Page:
There is a widespread view among the party faithful that much as they appreciated the Clark Government putting an end to Rogernomics they also felt that it had not reninvented democratic socialism for the age that we live in.
Cullen believes that Robertson’s Commission goes a long way towards answering that question.
However they are clearly not there yet.
Their social policies are still ad hoc and though they like to link them together under the banner of the “Kiwi Dream” they have not been subjected to the intellectual rigour that Robertsons work policies have..
The ultimate question, of course, is can they win next year.
Andrew Little says they can; but it was perhaps a bit premature to use the “it’s time” slogan which a video played to the conference did.
They have certainly cemented their relationship with the Greens and the presence of the Green leadership on Friday night was a successful move.
Beyond the friction with the Maori caucus, there seems to be little of the bitter dissent that has marked previous conferences though the party hierarchy made sure all of the remit sessions were behind closed doors to avoid any of that dissent (if there was any) percolating out into the public.
But then National deal with that problem by simply sanitising their conference remits so that there is no room for dissent.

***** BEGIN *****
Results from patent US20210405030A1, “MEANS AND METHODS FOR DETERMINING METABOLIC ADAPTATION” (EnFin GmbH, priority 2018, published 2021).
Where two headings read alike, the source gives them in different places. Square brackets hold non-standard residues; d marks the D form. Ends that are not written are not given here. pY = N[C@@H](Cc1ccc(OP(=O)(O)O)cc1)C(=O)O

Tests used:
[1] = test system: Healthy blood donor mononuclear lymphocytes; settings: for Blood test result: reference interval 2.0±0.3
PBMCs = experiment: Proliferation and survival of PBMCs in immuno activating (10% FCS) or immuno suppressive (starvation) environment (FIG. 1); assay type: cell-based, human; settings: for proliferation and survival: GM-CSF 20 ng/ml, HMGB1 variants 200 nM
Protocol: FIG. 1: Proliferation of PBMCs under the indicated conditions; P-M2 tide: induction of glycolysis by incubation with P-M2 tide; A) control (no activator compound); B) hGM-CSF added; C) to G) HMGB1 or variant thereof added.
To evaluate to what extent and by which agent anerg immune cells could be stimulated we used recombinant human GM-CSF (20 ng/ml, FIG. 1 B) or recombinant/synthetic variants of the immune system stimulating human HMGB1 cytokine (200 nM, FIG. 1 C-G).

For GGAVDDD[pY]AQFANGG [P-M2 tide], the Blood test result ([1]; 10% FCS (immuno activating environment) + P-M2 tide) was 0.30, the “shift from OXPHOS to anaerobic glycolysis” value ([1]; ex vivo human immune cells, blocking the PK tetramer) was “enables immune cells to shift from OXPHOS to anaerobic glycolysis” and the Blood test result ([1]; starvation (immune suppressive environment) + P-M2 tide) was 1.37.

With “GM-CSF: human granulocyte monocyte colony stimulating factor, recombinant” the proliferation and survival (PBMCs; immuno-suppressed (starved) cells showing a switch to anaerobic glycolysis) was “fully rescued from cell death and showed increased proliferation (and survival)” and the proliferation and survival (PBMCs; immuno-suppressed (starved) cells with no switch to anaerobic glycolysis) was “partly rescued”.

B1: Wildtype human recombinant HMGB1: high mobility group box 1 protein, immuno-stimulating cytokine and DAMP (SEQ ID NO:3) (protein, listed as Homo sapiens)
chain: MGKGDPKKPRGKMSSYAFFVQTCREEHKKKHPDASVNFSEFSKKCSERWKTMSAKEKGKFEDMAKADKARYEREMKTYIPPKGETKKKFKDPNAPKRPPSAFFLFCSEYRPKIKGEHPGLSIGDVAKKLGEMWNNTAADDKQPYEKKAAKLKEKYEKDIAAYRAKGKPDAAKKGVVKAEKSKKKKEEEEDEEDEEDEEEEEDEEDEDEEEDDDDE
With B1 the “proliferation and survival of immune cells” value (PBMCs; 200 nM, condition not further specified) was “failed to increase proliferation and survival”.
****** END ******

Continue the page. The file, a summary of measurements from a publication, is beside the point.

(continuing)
In the workship[SIC] attended by POLITIK, there was a discussion about the party’s history and the question was raised as to where the party was now compared to other election cycles.
It was suggested that in fact it was 1969 with a three-term National Government running out of ideas and beginning to look tired but with Labour not quite ready to take over.
There was surprisingly little dissent with that proposition.
Labour’s gamble is that the electorate will tire of John Key and will seek a serious answer to the country’s problems which with Robertson’s Commission and Little’s demeanour they showed this weekend they are ready to provide.
The only question is whether that will be next year or in 2020.
With Robbo’s new tax and another xenophobic policy platform, it may not even be in 2020. Also, Labour is going to need another cycle to eject more of it’s Pre-Clark “talent” that are hanging on for dear life.
When Little took the helm, I said he had a few weeks to cull the herd. He didn’t. And that’s why Labour is still looking at 2020 as its first genuine chance. Old policies, old politicians and a total deficit in sellable ideas.
– Richard Harman, Politik